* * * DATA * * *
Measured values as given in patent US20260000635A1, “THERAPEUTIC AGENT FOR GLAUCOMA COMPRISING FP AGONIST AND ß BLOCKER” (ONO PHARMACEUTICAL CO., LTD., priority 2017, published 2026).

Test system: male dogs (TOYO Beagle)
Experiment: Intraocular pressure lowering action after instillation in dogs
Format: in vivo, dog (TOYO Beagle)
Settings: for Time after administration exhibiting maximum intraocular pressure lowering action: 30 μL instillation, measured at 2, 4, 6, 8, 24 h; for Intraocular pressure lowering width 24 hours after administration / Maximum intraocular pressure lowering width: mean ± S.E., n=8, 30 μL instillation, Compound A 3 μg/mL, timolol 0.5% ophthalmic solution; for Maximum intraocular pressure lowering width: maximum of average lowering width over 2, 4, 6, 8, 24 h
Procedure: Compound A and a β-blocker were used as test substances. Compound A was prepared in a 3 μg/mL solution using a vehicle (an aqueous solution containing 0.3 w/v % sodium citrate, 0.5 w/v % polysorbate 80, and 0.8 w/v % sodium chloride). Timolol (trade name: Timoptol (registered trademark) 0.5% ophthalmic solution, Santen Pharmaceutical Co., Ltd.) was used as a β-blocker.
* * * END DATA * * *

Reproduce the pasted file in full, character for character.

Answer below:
Measured values as given in patent US20260000635A1, “THERAPEUTIC AGENT FOR GLAUCOMA COMPRISING FP AGONIST AND ß BLOCKER” (ONO PHARMACEUTICAL CO., LTD., priority 2017, published 2026).

Test system: male dogs (TOYO Beagle)
Experiment: Intraocular pressure lowering action after instillation in dogs
Format: in vivo, dog (TOYO Beagle)
Settings: for Time after administration exhibiting maximum intraocular pressure lowering action: 30 μL instillation, measured at 2, 4, 6, 8, 24 h; for Intraocular pressure lowering width 24 hours after administration / Maximum intraocular pressure lowering width: mean ± S.E., n=8, 30 μL instillation, Compound A 3 μg/mL, timolol 0.5% ophthalmic solution; for Maximum intraocular pressure lowering width: maximum of average lowering width over 2, 4, 6, 8, 24 h
Procedure: Compound A and a β-blocker were used as test substances. Compound A was prepared in a 3 μg/mL solution using a vehicle (an aqueous solution containing 0.3 w/v % sodium citrate, 0.5 w/v % polysorbate 80, and 0.8 w/v % sodium chloride). Timolol (trade name: Timoptol (registered trademark) 0.5% ophthalmic solution, Santen Pharmaceutical Co., Ltd.) was used as a β-blocker.